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The struggles that one faces after a traumatic event can lead to mental health issues and substance abuse. Symptoms that a person may experience can include damaged relationships, low self-esteem, difficulty sleeping, flashbacks, nightmares, depression, anxiety, and personality changes.

The symptoms, including substance abuse, could very well be what causes a person to seek help, but often, unresolved trauma is the root cause of these concerns. One therapeutic modality that can help treat unresolved trauma is art therapy.

What Is Art Therapy?

Art therapy is a holistic treatment option based on the idea that creative expression can lead to healing and improved mental well-being. Art therapy draws upon the link between art and emotion; the goals of art include self-expression on the artist’s part and causing the viewer to have an emotional response. Viewing art causes people to think and feel.

In art therapy, a therapist with special training leads the sessions or class. Art therapy can use various mediums, including drawing, painting, finger painting, sculpting, working with clay, or creating collages. An art therapy session will differ from an art class in that the goal isn’t the finished product but instead focuses on the client’s inner experience.

The therapist will ask the clients questions about the emotional and psychological aspects of the process. For example, the therapist might ask the client if they have any feelings about the process or if their piece caused any feelings or memories to come up.

Why Art Therapy Is Effective

Part of why art therapy is effective is that it engages the whole person—body, mind, and spirit. Creating art is a kinesthetic experience: you feel the paintbrush in your hand, you see color and form appearing on your canvas, and you smell the scent of the paints.

Clients Can Express Themselves

Art provides a way for people to express themselves without using words. Often, clients may find it easier to open up and talk during art class than they do in a traditional therapy session. A client may not feel ready to talk about a traumatic experience. They may be afraid of being judged, or they may not remember the experience on a conscious level. Art can be a way to process situations that are too painful to talk about or buried too deeply.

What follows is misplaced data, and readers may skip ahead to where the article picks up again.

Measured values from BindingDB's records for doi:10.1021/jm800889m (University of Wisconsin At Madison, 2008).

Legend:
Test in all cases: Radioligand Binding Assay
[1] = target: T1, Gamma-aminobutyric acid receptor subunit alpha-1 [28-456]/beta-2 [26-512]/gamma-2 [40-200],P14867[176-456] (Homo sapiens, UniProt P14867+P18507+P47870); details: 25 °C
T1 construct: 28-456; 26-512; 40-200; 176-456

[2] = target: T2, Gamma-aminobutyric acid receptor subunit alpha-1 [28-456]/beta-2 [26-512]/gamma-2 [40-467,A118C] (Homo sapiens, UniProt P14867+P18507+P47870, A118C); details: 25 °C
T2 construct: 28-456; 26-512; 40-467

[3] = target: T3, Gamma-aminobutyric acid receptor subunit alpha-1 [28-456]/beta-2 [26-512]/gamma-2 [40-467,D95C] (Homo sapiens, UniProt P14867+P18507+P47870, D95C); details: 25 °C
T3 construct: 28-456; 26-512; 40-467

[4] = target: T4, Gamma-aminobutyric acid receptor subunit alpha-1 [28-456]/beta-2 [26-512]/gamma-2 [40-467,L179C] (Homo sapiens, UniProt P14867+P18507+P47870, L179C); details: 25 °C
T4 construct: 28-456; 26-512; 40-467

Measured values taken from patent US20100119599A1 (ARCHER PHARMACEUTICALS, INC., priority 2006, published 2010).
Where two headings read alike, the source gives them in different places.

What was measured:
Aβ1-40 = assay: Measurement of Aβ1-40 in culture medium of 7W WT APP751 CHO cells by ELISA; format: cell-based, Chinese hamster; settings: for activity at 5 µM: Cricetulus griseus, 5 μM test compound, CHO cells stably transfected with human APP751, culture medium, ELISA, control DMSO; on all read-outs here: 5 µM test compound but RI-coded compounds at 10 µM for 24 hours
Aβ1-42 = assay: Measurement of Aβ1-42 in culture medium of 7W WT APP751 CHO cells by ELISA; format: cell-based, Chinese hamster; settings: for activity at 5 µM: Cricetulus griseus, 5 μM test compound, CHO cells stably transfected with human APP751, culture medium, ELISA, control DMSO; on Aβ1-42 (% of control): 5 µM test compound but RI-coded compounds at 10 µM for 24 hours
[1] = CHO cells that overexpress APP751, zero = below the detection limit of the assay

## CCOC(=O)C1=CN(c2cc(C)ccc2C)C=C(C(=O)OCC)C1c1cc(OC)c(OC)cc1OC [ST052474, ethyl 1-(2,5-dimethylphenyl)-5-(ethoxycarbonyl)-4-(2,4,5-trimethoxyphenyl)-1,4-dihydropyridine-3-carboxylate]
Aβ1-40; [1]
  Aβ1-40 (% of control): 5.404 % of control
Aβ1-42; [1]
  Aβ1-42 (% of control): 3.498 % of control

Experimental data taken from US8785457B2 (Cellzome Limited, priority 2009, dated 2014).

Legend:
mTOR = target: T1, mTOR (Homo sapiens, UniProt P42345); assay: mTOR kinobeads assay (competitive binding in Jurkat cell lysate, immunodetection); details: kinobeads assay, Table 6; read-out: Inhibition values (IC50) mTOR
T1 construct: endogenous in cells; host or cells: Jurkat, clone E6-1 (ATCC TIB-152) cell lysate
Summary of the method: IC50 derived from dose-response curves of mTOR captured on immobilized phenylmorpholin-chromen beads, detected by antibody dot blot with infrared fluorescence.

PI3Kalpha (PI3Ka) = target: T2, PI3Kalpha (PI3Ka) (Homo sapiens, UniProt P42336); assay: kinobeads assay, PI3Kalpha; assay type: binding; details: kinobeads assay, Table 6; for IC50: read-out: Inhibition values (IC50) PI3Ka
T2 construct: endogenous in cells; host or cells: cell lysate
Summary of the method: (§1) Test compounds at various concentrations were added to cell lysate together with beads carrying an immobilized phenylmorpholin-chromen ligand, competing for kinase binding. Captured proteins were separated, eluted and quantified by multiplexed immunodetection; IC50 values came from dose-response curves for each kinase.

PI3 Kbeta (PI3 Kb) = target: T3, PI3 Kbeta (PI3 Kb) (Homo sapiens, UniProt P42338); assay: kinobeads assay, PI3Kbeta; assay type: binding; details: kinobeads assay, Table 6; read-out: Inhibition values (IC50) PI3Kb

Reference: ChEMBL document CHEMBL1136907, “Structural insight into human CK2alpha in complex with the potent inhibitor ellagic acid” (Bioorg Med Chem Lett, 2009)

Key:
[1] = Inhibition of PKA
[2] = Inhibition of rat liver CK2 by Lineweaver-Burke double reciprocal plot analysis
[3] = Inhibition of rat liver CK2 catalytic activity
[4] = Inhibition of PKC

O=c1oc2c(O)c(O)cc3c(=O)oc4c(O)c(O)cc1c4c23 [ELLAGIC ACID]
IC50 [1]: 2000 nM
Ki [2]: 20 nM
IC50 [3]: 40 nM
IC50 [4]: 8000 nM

Other Benefits of Art Therapy

Art therapy reduces stress, improves immune system function, reawakens suppressed memories, and can give the client a sensation of flow or being in the zone. It can provide the client a sense of accomplishment, and it can be just plain fun.

Using Art Therapy in Treatment

Art therapy can be a suitable addition to treatment plans for some clients. It can enable clients to get in touch with their deepest feelings and be a way for them to express themselves when they don’t feel ready to talk. At its core, art therapy enables people to express their thoughts and feelings without using words and can enable them to move on from a traumatic experience.

When someone struggles with substance use disorder or a mental health issue, the root cause can be unresolved trauma from the person’s past. Art therapy can be beneficial in enabling people to process unresolved trauma and is often included as part of a treatment plan for substance abuse. At The Guest House, we offer trauma-informed treatment. Art therapy is one of the holistic treatment modalities that we offer in addition to traditional talk therapy and support groups. For more information on our program, call us at (855) 483-7800.